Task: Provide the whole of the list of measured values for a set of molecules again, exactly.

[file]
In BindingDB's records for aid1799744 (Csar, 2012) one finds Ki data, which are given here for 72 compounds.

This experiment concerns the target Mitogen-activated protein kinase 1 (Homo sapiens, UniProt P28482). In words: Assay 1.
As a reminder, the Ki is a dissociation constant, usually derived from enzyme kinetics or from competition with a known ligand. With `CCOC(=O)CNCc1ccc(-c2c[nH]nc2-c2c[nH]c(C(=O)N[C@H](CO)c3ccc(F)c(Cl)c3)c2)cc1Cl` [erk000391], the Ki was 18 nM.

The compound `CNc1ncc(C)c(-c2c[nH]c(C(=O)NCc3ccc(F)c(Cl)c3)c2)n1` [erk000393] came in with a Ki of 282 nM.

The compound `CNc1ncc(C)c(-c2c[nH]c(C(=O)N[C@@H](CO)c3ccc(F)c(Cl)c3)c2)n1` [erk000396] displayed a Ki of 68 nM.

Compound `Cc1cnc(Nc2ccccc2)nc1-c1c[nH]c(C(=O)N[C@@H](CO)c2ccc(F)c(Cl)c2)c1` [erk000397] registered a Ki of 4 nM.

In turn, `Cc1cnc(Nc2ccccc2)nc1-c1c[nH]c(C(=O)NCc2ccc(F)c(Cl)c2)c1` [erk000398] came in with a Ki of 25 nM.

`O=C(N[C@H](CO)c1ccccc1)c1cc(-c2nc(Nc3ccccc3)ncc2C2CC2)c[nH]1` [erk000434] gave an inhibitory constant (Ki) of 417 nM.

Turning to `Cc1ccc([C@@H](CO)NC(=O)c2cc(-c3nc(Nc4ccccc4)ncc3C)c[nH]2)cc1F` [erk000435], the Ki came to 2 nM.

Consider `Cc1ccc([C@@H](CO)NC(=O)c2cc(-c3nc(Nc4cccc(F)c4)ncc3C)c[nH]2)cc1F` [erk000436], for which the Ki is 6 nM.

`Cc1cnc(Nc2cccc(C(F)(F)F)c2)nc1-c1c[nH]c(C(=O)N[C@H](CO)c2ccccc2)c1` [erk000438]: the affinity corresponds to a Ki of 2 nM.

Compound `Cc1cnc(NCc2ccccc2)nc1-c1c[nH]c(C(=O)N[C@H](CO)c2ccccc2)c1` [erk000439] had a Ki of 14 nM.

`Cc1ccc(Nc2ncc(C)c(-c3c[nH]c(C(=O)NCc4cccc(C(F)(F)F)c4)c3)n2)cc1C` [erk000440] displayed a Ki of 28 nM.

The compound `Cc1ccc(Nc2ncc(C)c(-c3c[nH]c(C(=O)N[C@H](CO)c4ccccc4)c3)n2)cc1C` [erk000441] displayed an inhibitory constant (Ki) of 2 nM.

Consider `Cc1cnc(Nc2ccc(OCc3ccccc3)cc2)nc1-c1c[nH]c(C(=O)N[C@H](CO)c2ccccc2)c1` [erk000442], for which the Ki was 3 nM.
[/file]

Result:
In BindingDB's records for aid1799744 (Csar, 2012) one finds Ki data, which are given here for 72 compounds.

This experiment concerns the target Mitogen-activated protein kinase 1 (Homo sapiens, UniProt P28482). In words: Assay 1.
As a reminder, the Ki is a dissociation constant, usually derived from enzyme kinetics or from competition with a known ligand. With `CCOC(=O)CNCc1ccc(-c2c[nH]nc2-c2c[nH]c(C(=O)N[C@H](CO)c3ccc(F)c(Cl)c3)c2)cc1Cl` [erk000391], the Ki was 18 nM.

The compound `CNc1ncc(C)c(-c2c[nH]c(C(=O)NCc3ccc(F)c(Cl)c3)c2)n1` [erk000393] came in with a Ki of 282 nM.

The compound `CNc1ncc(C)c(-c2c[nH]c(C(=O)N[C@@H](CO)c3ccc(F)c(Cl)c3)c2)n1` [erk000396] displayed a Ki of 68 nM.

Compound `Cc1cnc(Nc2ccccc2)nc1-c1c[nH]c(C(=O)N[C@@H](CO)c2ccc(F)c(Cl)c2)c1` [erk000397] registered a Ki of 4 nM.

In turn, `Cc1cnc(Nc2ccccc2)nc1-c1c[nH]c(C(=O)NCc2ccc(F)c(Cl)c2)c1` [erk000398] came in with a Ki of 25 nM.

`O=C(N[C@H](CO)c1ccccc1)c1cc(-c2nc(Nc3ccccc3)ncc2C2CC2)c[nH]1` [erk000434] gave an inhibitory constant (Ki) of 417 nM.

Turning to `Cc1ccc([C@@H](CO)NC(=O)c2cc(-c3nc(Nc4ccccc4)ncc3C)c[nH]2)cc1F` [erk000435], the Ki came to 2 nM.

Consider `Cc1ccc([C@@H](CO)NC(=O)c2cc(-c3nc(Nc4cccc(F)c4)ncc3C)c[nH]2)cc1F` [erk000436], for which the Ki is 6 nM.

`Cc1cnc(Nc2cccc(C(F)(F)F)c2)nc1-c1c[nH]c(C(=O)N[C@H](CO)c2ccccc2)c1` [erk000438]: the affinity corresponds to a Ki of 2 nM.

Compound `Cc1cnc(NCc2ccccc2)nc1-c1c[nH]c(C(=O)N[C@H](CO)c2ccccc2)c1` [erk000439] had a Ki of 14 nM.

`Cc1ccc(Nc2ncc(C)c(-c3c[nH]c(C(=O)NCc4cccc(C(F)(F)F)c4)c3)n2)cc1C` [erk000440] displayed a Ki of 28 nM.

The compound `Cc1ccc(Nc2ncc(C)c(-c3c[nH]c(C(=O)N[C@H](CO)c4ccccc4)c3)n2)cc1C` [erk000441] displayed an inhibitory constant (Ki) of 2 nM.

Consider `Cc1cnc(Nc2ccc(OCc3ccccc3)cc2)nc1-c1c[nH]c(C(=O)N[C@H](CO)c2ccccc2)c1` [erk000442], for which the Ki was 3 nM.